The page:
Google and Cisco have come equal first in Greenpeace’s annual list that ranks IT and telco companies based on their leadership in green IT, taking into account in-house energy management and contributions to the wider green economy.
It is the sixth time Greenpeace has compiled its Cool IT Leaderboard, which looks at 21 global leaders in the space covering market solutions that can help customer’s reduce energy use, internal energy footprint and their advocacy of new governmental policies encouraging the adoption of renewable energy and energy efficiency.
It was not the first time Google has topped the list. In February 2012 it came first and was closely followed by Cicso, then Vodafone, Ericsson, Fujitsu and Softbank.
This year Ericsson ranked third, Fujitsu fourth and Sprint, Wipro and HP all tied for fifth.
Companies such as Facebook, Amazon and Apple, who have also made headlines for their focus on green data centers, are not included in the table “because their operations are not broad enough to be compared to companies who offer energy solutions to climate change as core aspects of their business model,” Greenpeace said.
Google’s clean energy investments now top more than US$1bn (since 2010) and Greenpeace said it has also challenged the IT sector to work with them to bring more renewable energy on to the grid.
Just this week Google, while announcing a new data center expansion in North Carolina, said it is working with Duke Energy to develop a program for large companies to purchase renewable energy with encouraging tariffs for large energy users.
Greenpeace could see this as a major move forward by Duke Energy, which it criticized in the report along with other “technology monopolies” such as TEPCO in Japan as “shunning the innovative potential of the IT sector in favor of polluting, centralized electricity generation like coal and nuclear power”.
Greenpeace also cited Google’s US$2.5m grant that supports intelligent energy policy reforms in the US, but did criticize the search giant for its lack of solutions that drive energy saving outside of the IT sector.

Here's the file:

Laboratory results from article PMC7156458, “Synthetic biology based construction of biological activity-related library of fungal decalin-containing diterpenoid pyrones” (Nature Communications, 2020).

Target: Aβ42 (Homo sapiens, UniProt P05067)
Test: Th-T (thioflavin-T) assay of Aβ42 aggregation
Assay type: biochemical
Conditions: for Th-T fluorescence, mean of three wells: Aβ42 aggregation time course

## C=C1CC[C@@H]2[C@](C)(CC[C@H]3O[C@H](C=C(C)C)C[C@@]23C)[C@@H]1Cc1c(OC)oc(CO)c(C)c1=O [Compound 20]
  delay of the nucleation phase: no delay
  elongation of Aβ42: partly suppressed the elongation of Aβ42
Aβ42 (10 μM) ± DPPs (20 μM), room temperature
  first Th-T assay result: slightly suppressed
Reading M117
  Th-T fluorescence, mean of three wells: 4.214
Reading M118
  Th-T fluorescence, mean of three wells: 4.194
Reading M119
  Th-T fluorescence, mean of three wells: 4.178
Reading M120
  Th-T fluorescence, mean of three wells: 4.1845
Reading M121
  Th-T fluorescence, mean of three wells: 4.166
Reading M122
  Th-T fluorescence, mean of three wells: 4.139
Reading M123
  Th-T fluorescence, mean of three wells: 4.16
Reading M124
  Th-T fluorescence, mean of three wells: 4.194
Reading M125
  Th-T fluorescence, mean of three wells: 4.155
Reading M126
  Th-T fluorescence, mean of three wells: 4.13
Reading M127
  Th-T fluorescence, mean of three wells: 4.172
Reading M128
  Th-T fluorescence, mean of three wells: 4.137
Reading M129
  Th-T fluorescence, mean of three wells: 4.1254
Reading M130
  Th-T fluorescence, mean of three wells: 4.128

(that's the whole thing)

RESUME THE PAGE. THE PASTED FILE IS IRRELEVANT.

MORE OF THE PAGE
Cisco received kudos for its new corporate energy targets and improved commitment for managing its energy footprint and increasing the amount of renewable energy powering its operations.
“Cisco earns top marks for its increased leadership in addressing its growing energy footprint, with an update to its greenhouse gas (GHG) and renewable energy targets, along with a performance-based commitment to direct its growth toward cleaner sources of electricity and away from coal,” Greenpeace said.
In Cisco’s case, it was criticized for focussing its green efforts in the UK instead of spreading these out across the US.
In Cisco’s Allen, Texas, data center it has put renewables to the test adding photovoltaic panels to its roof and installing an energy efficient cooling plant.
SoftBank, which Greenpeace ranked tenth, received a special mention this year for its strong leadership in clean energy policy following the incident at the Fukishima power plant following its devastating tsunami.
“SoftBank’s Chairman Son has described the post-Fukushima power supply in Japan as a national crisis, and shifted SoftBank to provide renewable energy at significant scale,” Greenpeace said.
“While SoftBank has continued this advocacy at a lower volume and frequency in the past year, it has also stepped forward and backed up this advocacy with significant new investment in renewable energy projects in Japan.”
SoftBank created a new subsidiary SoftBank Energy which will see SoftBank install more than 200MW of renewable energy, 6.6MW of which is already being generated by solar PV.
Microsoft, which ranked 12th on the list, also received a special mention for bringing its scores up more than any other company – by 11 points. It showed its support for wind energy tax credits in the US and a commitment to carbon neutural operations.
Still room to improve
Greenpeace International senior IT analyst Gary Cook said despite tech giants making moves towards cleaner, smarter energy systems they could still be doing more to lobby for greater renewable commitments.
“The IT sector’s progress will continue to be blocked by large, dirty electric utilities until more companies embrace their political power and advocate for climate-friendly decentralized energy policies,” Cook said.
In Japan, the US and India some companies are banding together for such change, but he said they also needed to become more involved in policy debate.
“North Carolina is a critical example, where AT&T, Cisco, Google, IBM and Wipro all operate and could work together to demand renewable energy from Duke Energy, or step in to defend state renewable energy policies currently under attack by fossil-fuel funded groups,” Greenpeace said.
You can see the full listing below